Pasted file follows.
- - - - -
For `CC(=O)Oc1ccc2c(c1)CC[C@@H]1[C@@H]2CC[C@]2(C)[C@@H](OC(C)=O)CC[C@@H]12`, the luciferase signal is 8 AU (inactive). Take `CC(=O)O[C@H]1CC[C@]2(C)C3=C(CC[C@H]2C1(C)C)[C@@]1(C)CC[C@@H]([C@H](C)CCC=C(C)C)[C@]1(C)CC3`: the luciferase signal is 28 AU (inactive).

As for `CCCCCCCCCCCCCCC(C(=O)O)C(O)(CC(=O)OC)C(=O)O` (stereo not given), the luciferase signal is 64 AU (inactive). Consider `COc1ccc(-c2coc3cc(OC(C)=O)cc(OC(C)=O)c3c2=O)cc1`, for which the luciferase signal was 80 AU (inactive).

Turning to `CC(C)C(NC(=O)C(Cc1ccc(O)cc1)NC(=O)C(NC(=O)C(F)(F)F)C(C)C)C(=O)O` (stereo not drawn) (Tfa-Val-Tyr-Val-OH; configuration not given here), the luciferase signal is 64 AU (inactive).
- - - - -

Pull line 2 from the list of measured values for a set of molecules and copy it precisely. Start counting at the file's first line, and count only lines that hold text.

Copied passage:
As for `CCCCCCCCCCCCCCC(C(=O)O)C(O)(CC(=O)OC)C(=O)O` (stereo not given), the luciferase signal is 64 AU (inactive). Consider `COc1ccc(-c2coc3cc(OC(C)=O)cc(OC(C)=O)c3c2=O)cc1`, for which the luciferase signal was 80 AU (inactive).